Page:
Engineers are creating a natural disaster in a lab

Windstorm events like hurricanes, tornadoes and derechos have caused serious damage across the United States.

Now, a facility, a size of a football field is in the works at Florida International University’s Extreme Events Institute to forecast the impact of natural disasters.

From hurricane-force winds to storm surge, the institute just got a $12.8M grant to build it and study these hazards. 

What You Need To Know

  • FIU is designing a facility to study extreme wind events, storm surge and wave action
  • NICHE will simulate winds of 200 mph and higher and storm surge of 20 feet
  • Damage from tropical storms and hurricanes is doubling in the United States every 20-30 years
  • The National Hurricane Center is working on improving their operational forecasts

FIU will use the grant money from the National Science Foundation (NSF) to build a National Full-Scale Testing Infrastructure for Community Hardening in Extreme Wind, Surge and Wave Events (NICHE) facility. 

Purpose of research

According to NOAA, damage from tropical storms between 1980 and 2021 has cost the U.S. over $1.1 trillion total, with an average cost of $20.5 billion per event.

U.S. 2021 Billion-Dollar Weather and Climate Disasters (NOAA)

NICHE aims to improve disaster response during windstorm events and guidance on weatherproofing infrastructure. Plus, it will zero in coastal populations along the Atlantic and Gulf coasts.

“The longer-term goal is to create a unique, national, multi-user, full-scale facility to enhance our knowledge on and reduce the impacts of extreme windstorm events,” said Dr. Ioannis Zisis, the Co-Director of the Wind Engineering Research at FIU.

Dr. Zisis told Spectrum Networks that the facility will help engineers address the impact of storm risks on residential homes, buildings, bridges and much more.

While the home base of the facility is at FIU, nine other universities are involved in the project, including Stanford University, Colorado State University and Georgia Institute of Technology, just to name of few

The “Cat 6” project

FIU’s new extreme weather facility is also being called the “Cat 6” project, because it will test homes and other structures to winds of 200 mph and storm surge of 20 feet.

However, the project will have no effect on the Saffir-Simpson Hurricane Wind Scale. FIU has the Wall Wind of Wind (WOW), which already test winds speeds of a category 5 hurricane (157 mph and higher).

“It is not to the interest of the NICHE team to work on definitions related to the Saffir-Simpson Scale,” said Dr. Zisis.

The “Cat 6” project is only interested in the studying the effects of extreme wind events on structures.

Simulating a natural disaster

So, how is the new facility going to mimic an extreme weather disaster?

“The design phase will include computational simulations, field observations and physical experimentation through a constructed prototype test bed the size of a football field, including fans generating wind speeds in the range of 180-200 mph and a wave basin to simulate surge and wave action,” said Dr. Zisis.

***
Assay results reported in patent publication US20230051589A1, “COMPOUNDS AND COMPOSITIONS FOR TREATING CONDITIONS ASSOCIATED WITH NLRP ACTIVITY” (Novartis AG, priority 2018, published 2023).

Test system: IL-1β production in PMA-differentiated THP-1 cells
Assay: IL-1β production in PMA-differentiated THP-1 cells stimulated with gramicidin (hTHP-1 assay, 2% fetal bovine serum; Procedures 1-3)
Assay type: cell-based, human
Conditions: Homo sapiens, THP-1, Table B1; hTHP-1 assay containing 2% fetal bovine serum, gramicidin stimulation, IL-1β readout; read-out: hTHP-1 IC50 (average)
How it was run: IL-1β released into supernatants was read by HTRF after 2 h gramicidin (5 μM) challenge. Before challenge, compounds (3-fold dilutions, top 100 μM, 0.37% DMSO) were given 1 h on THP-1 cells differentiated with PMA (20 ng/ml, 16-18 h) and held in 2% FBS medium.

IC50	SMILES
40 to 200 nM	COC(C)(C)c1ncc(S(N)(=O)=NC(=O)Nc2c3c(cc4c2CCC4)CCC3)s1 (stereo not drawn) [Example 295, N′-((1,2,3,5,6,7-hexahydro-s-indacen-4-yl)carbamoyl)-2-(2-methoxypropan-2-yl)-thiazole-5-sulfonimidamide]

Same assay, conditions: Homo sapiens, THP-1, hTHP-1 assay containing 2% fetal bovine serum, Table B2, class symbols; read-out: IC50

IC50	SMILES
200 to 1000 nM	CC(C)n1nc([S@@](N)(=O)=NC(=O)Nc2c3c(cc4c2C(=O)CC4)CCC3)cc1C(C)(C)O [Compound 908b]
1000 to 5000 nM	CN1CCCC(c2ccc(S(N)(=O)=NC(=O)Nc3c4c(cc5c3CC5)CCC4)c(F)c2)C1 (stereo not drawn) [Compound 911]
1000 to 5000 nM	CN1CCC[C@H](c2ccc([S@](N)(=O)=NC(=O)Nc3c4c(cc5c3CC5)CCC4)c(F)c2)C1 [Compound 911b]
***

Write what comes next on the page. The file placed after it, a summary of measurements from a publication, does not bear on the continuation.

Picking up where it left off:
Flooding from Hurricane Sally inundates streets in Pensacola, Florida in September 2020. (AP Photo/Gerald Herbert)

FIU says it will take four years to construct before they test the impact of windstorm events.

Plus, the simulator will also include full-scale low-rise buildings, water and electricity distribution systems, roads and bridges too.

Forecasting storm damage potential

The idea of NICHE all started because of the devastating damage from windstorm events, in particular hurricanes.

The National Hurricane Center told us, the “damage from tropical storms and hurricanes is doubling in the United States every 20-30 years.”

Dennis Feltgen, a meteorologist and NHC’s Communications and Public Affairs Officer, also says the “need for improving lead times and forecast accuracy has never been greater” because of growing coastal populations and complicated evacuation protocols.

NASA image of Hurricane Florence in 2018. (NASA)

NHC is working on ways to improve hurricane forecast accuracy from approving projects aimed at increasing lead time, decreasing the areas under warnings and improving overall risk communication.

Bay News 9 meteorologist Mike Clay in Tampa has tracked hurricanes for more than two decades and added this perspective on forecasting the impact of hurricanes.

He says, the NHC does “a good job in adding Storm Surge Warnings to areas that may not get high winds. But so far, the Storm Surge Warnings around here have been 50/50 at best.”

Clay also says, “we are seeing more weak tropical storms being named. A huge number of tropical storms have been short with low ACE (accumulated cyclone energy) in the last several years. As long as they keep naming everything over the whole basin, I don’t see us ever getting back to some of those seasons we’ve seen in the past with very low numbers of named storms.”

This year, NOAA’s Office of Oceanic and Atmospheric Research (OAR) launched a partnership with the new William M. Lapenta Lab and Hurricane and Ocean Testbed (HOT) to improve operational forecasts.

Feltgen says no matter how many storms occur in a hurricane season, if “one storm hits your location, it’s a bad season.”

Weatherproofing homes

FIU hopes NICHE could have the same impact their WOW project had.

Through their research, WOW has improved the building codes in Florida and contributed to the better design of structures against extreme wind events.

Street flooding near a home in Florida.

While NICHE and WOW are separate entities, Dr. Zisis told us the research from both will help “achieve the ultimate goal of resilient communities and infrastructure systems.”

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